Oh, and if you include things like liquor bottles or Chemex coffee makers, experiment with re-positioning light to shine through them. I think you'll like the results.
A Barling System bent Billiard and Rattray's Marlin Flake.
Try experimenting with different colours and, more to the point, figure out which colours will complement and which will clash. If you've got a coffee cup in the shot, try finding flowers, items in your pockets, or anything else you can think of that goes with that colour. Experimentation is important here, but here's a link on colour theory to get you started down the right path.
While we're talking colour, go ahead and experiment with selective colouring (everyone does eventually) and then realise how tacky it is and promise to never do it again.
Ugh, why Adam, why?
A Ropp Extra Canadian.
Possibly the most important of the fundamentals is composition (or framing as it's sometimes known). I encourage you to read up on it further, but simply put, it's the way in which the objects or elements are placed within a photo. It's what we use to tell the viewer where they should be looking, and how the eye should flow through the photo. Learn the rule of thirds; learn about the golden ratio. Look at landscape photography and notice where the horizon is positioned, and where the elements are placed. (As an aside, also note how MANY elements there are. You'll notice that more often than not it's an odd number, and there's a lesson there about symmetry in nature, and how more often than not the brain rejects anything that it finds TOO symmetrical, but that's a lesson for another day I think.)
Clockwise from left: Cornell & Diehl's Corn Cob Pipe and a Button Nose, Peterson's Holiday Season 2016, a Peterson Christmas 2016 (87), a Mark Tinsky Christmas 2016 Bent Apple, an 8deco Bamboo Tamper, McClelland's Christmas Cheer, a Savinelli Saint Nicholas 2016 320 KS, and a Scott Tinker Tamper.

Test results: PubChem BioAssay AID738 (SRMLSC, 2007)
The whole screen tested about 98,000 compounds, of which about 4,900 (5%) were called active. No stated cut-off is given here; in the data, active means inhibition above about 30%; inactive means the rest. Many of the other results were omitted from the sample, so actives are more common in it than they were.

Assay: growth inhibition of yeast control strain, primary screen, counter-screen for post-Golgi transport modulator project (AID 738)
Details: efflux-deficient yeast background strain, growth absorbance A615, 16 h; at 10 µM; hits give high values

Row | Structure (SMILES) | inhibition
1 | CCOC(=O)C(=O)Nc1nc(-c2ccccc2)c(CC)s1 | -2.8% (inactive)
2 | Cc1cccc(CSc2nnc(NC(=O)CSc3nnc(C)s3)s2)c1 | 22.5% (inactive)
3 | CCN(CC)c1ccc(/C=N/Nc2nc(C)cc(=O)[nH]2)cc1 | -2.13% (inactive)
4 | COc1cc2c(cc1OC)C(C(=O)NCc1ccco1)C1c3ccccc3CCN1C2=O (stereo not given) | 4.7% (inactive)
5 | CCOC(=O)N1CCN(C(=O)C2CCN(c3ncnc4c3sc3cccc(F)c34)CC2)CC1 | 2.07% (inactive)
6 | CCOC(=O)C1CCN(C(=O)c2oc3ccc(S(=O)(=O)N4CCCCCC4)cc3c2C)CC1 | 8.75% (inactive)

After the fundamentals, context is key. Simply placing a pipe on a background is one thing if you're just trying to show off the pipe, but more often than not it makes for a fairly flat and boring shot. Start adding things like your tamper, lighter/matches, or maybe a little pile of tobacco. Now we're starting to get there, but it's still not really context. Try to think about what you'll be doing when you're smoking this particular bowl. Do you have a beverage? What kind of beverage is it? If it's a cup of tea or coffee then the tools you used to make it should make for excellent context, especially if you're using a Chemex/pour-over or a cool little tea pot. Will you be reading a book? Listening to an album? Don't worry if these items are too big for your frame; just make sure that enough of the item is in the shot to identify it. Besides, by overfilling the frame you give the impression that there's much more going on in the scene, which can feel inviting.
Keep at it. When I started I set myself a fairly rigid goal: one shot a day. Turns out that was a massive commitment, but you can dial that in to wherever you think it's appropriate (one a week, two days, etc).
Got your own tips? Leave us a comment below to let us know.